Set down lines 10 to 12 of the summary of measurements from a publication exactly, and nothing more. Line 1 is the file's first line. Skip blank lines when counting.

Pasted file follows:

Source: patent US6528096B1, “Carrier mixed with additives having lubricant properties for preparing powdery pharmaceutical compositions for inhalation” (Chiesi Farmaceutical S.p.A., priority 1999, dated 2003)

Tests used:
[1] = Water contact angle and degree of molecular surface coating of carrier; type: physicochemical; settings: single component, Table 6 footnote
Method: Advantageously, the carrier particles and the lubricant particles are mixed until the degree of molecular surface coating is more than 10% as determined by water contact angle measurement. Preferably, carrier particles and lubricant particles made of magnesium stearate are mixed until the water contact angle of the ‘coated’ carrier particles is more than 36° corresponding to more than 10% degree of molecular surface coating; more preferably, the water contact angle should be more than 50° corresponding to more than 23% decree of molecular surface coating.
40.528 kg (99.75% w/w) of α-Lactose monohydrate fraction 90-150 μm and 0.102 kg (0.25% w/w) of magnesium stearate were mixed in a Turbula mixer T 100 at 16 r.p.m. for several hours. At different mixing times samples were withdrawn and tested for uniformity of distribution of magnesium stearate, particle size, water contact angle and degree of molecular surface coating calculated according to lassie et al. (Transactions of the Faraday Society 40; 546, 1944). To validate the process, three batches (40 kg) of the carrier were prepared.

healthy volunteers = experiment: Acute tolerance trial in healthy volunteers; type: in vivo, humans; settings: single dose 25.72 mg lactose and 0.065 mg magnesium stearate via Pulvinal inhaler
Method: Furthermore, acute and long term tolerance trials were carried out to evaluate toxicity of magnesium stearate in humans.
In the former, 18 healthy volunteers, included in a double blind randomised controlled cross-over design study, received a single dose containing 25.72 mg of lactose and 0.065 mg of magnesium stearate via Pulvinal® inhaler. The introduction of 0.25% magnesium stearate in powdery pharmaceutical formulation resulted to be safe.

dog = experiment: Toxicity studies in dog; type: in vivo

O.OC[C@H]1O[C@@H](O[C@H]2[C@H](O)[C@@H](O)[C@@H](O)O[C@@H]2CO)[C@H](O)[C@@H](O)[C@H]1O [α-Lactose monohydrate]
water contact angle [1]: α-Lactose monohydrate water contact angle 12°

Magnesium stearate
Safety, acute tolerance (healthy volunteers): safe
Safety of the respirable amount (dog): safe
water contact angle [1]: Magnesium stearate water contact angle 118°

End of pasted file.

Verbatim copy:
O.OC[C@H]1O[C@@H](O[C@H]2[C@H](O)[C@@H](O)[C@@H](O)O[C@@H]2CO)[C@H](O)[C@@H](O)[C@H]1O [α-Lactose monohydrate]
water contact angle [1]: α-Lactose monohydrate water contact angle 12°

Magnesium stearate